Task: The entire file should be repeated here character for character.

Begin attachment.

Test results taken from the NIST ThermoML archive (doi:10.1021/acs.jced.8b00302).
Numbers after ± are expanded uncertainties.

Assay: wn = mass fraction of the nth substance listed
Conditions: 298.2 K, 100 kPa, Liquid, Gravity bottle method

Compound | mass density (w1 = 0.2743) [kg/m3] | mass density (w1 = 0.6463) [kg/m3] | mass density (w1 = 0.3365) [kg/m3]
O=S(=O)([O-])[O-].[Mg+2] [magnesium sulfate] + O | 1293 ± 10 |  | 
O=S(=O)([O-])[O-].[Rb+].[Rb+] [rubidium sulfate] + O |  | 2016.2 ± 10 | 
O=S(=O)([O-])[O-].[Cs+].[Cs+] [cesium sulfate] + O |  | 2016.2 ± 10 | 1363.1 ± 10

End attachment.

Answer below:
Test results taken from the NIST ThermoML archive (doi:10.1021/acs.jced.8b00302).
Numbers after ± are expanded uncertainties.

Assay: wn = mass fraction of the nth substance listed
Conditions: 298.2 K, 100 kPa, Liquid, Gravity bottle method

Compound | mass density (w1 = 0.2743) [kg/m3] | mass density (w1 = 0.6463) [kg/m3] | mass density (w1 = 0.3365) [kg/m3]
O=S(=O)([O-])[O-].[Mg+2] [magnesium sulfate] + O | 1293 ± 10 |  | 
O=S(=O)([O-])[O-].[Rb+].[Rb+] [rubidium sulfate] + O |  | 2016.2 ± 10 | 
O=S(=O)([O-])[O-].[Cs+].[Cs+] [cesium sulfate] + O |  | 2016.2 ± 10 | 1363.1 ± 10